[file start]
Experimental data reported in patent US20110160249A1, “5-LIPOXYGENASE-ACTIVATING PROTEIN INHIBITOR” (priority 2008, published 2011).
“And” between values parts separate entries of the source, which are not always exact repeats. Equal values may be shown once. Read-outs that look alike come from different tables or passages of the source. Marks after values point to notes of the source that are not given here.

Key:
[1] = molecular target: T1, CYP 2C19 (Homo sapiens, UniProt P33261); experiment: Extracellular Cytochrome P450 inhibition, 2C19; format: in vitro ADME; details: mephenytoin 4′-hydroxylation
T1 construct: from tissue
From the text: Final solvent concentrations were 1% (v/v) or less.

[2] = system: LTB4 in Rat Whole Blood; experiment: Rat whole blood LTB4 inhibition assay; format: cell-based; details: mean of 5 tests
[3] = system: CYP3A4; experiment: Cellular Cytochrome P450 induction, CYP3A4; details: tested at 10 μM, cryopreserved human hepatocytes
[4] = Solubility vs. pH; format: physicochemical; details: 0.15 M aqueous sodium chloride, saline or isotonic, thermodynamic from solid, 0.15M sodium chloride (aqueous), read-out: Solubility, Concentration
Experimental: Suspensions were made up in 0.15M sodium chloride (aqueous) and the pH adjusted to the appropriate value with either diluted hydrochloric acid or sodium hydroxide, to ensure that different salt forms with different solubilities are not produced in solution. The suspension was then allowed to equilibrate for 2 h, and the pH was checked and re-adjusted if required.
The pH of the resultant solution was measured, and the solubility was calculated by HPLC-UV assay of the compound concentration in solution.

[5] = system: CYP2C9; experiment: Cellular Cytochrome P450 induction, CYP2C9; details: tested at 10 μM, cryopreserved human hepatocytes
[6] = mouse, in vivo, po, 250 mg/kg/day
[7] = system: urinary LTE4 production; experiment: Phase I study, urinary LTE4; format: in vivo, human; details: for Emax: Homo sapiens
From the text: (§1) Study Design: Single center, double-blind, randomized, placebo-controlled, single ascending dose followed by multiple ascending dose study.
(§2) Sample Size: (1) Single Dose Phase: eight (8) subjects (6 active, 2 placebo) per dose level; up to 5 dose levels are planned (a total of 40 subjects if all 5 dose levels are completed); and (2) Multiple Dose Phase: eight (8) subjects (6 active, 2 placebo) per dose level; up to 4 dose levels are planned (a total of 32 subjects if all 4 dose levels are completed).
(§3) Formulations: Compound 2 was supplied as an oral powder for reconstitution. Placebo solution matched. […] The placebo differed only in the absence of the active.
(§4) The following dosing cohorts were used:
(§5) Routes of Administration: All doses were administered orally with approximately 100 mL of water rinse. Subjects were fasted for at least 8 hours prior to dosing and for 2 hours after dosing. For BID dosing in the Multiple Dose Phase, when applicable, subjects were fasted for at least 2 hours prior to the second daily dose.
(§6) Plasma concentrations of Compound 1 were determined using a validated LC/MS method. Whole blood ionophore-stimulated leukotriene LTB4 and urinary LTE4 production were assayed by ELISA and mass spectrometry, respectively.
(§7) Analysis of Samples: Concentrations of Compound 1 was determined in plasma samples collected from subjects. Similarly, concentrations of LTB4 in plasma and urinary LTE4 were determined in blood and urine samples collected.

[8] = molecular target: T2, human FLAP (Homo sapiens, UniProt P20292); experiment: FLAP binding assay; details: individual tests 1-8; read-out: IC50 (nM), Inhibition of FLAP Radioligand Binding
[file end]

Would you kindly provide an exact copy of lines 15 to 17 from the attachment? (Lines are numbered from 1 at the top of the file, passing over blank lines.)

From the text: (§1) Study Design: Single center, double-blind, randomized, placebo-controlled, single ascending dose followed by multiple ascending dose study.
(§2) Sample Size: (1) Single Dose Phase: eight (8) subjects (6 active, 2 placebo) per dose level; up to 5 dose levels are planned (a total of 40 subjects if all 5 dose levels are completed); and (2) Multiple Dose Phase: eight (8) subjects (6 active, 2 placebo) per dose level; up to 4 dose levels are planned (a total of 32 subjects if all 4 dose levels are completed).
(§3) Formulations: Compound 2 was supplied as an oral powder for reconstitution. Placebo solution matched. […] The placebo differed only in the absence of the active.